Effect of P-8 standards on bus system costs in Brazil
Brazil has controlled harmful pollutant emissions from heavy-duty vehicles (HDVs), including trucks and buses, through a series of progressively more stringent vehicle emissions standards put in place since 1994 that apply to new vehicles sold nationwide. These so-called PROCONVE (Programa de Controle da Poluição do Ar por Veículos Automotores) standards have followed the European precedent for emission limits and certification requirements. The most recent standard in Brazil, P-7, was introduced in 2012 and is equivalent to Euro V standards.
But Brazil has yet to adopt the most recent Euro standards. The Euro VI standards, which took effect in the European Union (EU) in 2013, have achieved a 90% reduction in fine particle (PM2.5) and nitrogen oxide (NOX) emissions compared to Euro V. Euro VI standards and their equivalent in other markets are the current best practice for controlling local air pollution from trucks and buses. Such standards have now been adopted or proposed in most major vehicle markets, including the United States, Canada, Japan, the EU, South Korea, Turkey, Mexico, China, and India (Figure 1). Additionally, Latin American cities such as Santiago and Cartagena have shifted their bus purchases to Euro VI. Yet Euro VI buses are not entirely foreign to Brazil: Scania already produces Euro VI engines and trucks in Brazil for export to Europe, Asia, and Latin America.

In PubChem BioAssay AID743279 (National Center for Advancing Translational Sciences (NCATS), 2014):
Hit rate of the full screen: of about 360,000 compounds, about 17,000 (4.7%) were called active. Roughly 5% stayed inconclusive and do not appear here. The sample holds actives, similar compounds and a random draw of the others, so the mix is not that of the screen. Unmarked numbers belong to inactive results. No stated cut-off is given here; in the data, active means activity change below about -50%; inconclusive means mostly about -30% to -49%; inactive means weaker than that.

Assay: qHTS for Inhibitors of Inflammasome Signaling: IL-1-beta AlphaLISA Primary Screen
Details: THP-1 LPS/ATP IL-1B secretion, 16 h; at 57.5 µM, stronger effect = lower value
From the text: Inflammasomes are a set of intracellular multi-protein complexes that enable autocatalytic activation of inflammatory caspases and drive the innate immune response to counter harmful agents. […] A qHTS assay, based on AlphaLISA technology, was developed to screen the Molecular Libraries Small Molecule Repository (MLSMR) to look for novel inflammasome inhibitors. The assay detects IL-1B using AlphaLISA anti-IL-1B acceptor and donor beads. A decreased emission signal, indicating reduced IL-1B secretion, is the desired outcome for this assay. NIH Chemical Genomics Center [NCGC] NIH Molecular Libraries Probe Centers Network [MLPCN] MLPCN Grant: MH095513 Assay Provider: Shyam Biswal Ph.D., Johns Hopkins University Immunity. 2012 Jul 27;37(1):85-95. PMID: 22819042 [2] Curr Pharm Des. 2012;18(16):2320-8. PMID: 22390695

The adoption of Euro VI-equivalent tailpipe emissions standards in Brazil—currently being considered for implementation in 2019—would likely lead to lower bus system costs in the country; this is because the fuel-efficiency benefits more than offset the costs of more advanced emission controls needed to meet the more stringent standards. These benefits are in addition to a 90% reduction in harmful local air pollutants, better air quality, and the prevention of 74,000 premature deaths nationwide.